The Flight from Nature

The Flight from Nature

“Nobody is going to come and get rid of anthropogenic climate change, either—not without putting a full stop at the end of the entire galaxy of extravagant energy-wasting habits that are treated as normal by modern industrial society. That this obvious conclusion is far from obvious to the people who do most of the talking about climate change—that it is in fact unthinkable to them—is, I think, a direct result of the way that modern lifestyles distance people from nature, and especially members of the well-to-do classes that play so central a role in climate change activism. The fact remains that a conclusion can be unthinkable and still be quite true.”

The Flight from Nature  December 19, 2018

John Michael Greer




Tipping Points

“Policymakers “have severely underestimated” the risks of ecological “tipping points” – feedback mechanisms that could occur if certain thresholds are passed – a new study has found. Research published in the journal Science suggests that 45% of potential environmental collapses are interrelated and could amplify one another, highlighting ‘how overstressed and overlapping natural systems are combining to throw up a growing number of unwelcome surprises’, the Guardian writes.

Just 19% of the 30 types of ecosystem transitions studied were happening in isolation.”

Carbon Brief Daily | 20/12/2018


There is no “could occur” about it.  The tipping point has occurred and the feedback mechanisms are spinning away with runaway increases in greenhouse gasses. At the moment, greenhouse gasses are increasing at a rate of over 50% per decade and this rate is also increasing.


Fracking in the US

Fracking in the US


Daily Kos Staff

Friday August 17, 2018 · 9:23 AM PDT

A new study out of Duke University shows that fracking operations in the United States have boomed in their use of water over the past five years. The researchers found that between 2011 and 2016, the amount of water being used, per well, increased 770 percent. On top of that—during the same time—the amount of “brine-laden” wastewater generated by those wells increased 1,440 percent.


First Fern Genome Shows Unique Bacterial Partnership

Discover magazine


First Fern Genome Shows Unique Bacterial Partnership


This article and research further supports James Lovelock and the Daisyworld hypothesis.  Question?  What probable action that we know of will lower the CO2 such that we won’t skip another ice age?  If we don’t have another ice age, then what property or force that we know of will curtail the non-linear increase in CO2.

My previous post about the CO2 and methane being produced under and around thawing permafrost lakes will increase CO2 and with rising oceans, there will be more swamp and more vegetation under water which will increase CO2 and methane from rotting plants.  Why should we not be very, very afraid on behalf of Gaia?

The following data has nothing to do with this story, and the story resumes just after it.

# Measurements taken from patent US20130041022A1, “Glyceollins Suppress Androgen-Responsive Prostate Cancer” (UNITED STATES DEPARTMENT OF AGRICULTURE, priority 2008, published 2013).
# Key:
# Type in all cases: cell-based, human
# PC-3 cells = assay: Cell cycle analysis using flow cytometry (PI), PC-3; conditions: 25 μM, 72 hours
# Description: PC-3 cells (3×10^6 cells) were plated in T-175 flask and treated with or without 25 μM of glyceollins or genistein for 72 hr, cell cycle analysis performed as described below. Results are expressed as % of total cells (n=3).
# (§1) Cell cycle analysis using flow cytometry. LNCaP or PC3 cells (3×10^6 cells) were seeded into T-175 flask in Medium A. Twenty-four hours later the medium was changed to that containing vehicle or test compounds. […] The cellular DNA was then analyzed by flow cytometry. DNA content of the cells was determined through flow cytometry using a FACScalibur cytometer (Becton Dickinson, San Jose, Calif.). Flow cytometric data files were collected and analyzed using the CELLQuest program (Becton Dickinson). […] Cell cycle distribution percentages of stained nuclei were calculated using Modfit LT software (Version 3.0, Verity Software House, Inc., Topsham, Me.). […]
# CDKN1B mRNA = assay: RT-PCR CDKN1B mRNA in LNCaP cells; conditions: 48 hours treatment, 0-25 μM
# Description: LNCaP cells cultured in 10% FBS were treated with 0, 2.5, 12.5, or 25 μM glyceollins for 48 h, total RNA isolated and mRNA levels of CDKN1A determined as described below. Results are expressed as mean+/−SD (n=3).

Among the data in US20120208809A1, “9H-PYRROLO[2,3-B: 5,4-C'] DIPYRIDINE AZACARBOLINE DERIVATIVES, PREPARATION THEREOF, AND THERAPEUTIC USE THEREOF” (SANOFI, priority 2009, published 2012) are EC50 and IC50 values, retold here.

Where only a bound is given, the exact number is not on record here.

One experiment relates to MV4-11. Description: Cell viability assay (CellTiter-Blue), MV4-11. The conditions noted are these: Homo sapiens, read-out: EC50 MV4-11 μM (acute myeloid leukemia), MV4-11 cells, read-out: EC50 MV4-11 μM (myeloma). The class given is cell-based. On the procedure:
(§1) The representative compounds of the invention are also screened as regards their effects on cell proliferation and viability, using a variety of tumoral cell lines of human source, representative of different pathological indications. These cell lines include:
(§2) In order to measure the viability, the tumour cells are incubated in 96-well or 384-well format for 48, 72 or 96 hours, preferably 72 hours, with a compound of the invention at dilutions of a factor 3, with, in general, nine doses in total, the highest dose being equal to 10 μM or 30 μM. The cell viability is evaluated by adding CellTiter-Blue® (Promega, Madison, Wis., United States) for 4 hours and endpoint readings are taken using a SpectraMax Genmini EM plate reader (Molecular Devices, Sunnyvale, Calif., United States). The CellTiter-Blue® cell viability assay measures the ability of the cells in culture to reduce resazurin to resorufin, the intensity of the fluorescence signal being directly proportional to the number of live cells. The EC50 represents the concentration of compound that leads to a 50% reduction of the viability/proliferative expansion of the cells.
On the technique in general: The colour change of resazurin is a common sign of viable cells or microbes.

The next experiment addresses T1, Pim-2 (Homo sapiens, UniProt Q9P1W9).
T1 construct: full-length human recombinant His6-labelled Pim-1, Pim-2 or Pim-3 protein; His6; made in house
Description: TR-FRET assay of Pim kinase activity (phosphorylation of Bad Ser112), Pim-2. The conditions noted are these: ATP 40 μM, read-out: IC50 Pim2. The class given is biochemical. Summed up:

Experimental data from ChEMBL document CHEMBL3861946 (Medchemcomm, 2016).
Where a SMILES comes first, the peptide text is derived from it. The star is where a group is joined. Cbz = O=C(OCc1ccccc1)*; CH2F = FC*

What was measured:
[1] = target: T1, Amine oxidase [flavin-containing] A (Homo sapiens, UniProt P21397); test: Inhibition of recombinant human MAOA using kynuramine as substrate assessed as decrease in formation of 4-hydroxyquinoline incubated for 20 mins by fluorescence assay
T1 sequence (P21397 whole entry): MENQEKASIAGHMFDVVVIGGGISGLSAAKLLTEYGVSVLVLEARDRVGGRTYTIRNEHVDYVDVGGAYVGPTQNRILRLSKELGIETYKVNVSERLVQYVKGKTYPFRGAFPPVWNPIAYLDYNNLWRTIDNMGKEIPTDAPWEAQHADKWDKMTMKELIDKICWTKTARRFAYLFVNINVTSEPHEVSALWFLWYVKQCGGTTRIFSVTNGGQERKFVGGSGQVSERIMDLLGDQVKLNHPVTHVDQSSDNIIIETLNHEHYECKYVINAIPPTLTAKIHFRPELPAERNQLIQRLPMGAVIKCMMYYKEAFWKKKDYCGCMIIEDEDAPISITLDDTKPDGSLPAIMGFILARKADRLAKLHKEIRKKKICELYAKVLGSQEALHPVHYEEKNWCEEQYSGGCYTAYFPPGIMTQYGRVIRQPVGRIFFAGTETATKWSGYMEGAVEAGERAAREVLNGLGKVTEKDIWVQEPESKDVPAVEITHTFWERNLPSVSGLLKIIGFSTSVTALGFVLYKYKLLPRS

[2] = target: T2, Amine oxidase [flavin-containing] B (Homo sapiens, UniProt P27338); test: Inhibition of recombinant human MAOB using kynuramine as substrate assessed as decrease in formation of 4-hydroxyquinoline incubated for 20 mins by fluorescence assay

“Though it’s little, the tiny fern Azolla may have changed the world 50 million years ago. Fossil records from the Arctic suggest that these fast-growing, carbon-sequestering ferns removed enough carbon dioxide from Earth’s atmosphere to cool the then-greenhouse globe and allow today’s polar ice caps to form.

In more recent Earth history, rice farmers in Asia have been using Azolla as a natural fertilizer for over 1,000 years. Nostoc azollae, a cyanobacterium species that lives inside Azolla leaves, captures nitrogen from the air and converts it into a form that the ferns — and rice plants — can use.

Many plants have symbiotic relationships with the bacteria living inside them, but Azolla’s partnership with Nostoc is unique because the bacterium lives inside the fern for its whole life and transfers from parent to child when Azolla reproduces. It’s a microbial inheritance that most plants don’t get — they must start fresh with bacteria from the environment.

Evidence hinted that the Azolla fern and its cyanobacterium partner might share a long evolutionary past together. Unraveling the details of their evolutionary history was one reason Li and his team wanted to sequence the Azolla genome.”


“Ferns may have been overlooked partly because they have a reputation for massive genomes that would be expensive to sequence — the average fern has about four times the genetic information of a human — and because the benefits of sequencing fern genomes is not immediately obvious compared to sequencing the genomes of other plants, like agricultural crops.”


“Comparing the new Azolla genome with the previously-sequenced Nostoc genome confirms that the fern and the cyanobacterium have been partners for as long as 100 million years, evolving and branching into new species together. From experiments with the fern’s genome, Li’s team found that the cyanobacterium’s ability to capture nitrogen from air keeps the fern nourished when other nitrogen sources aren’t available.”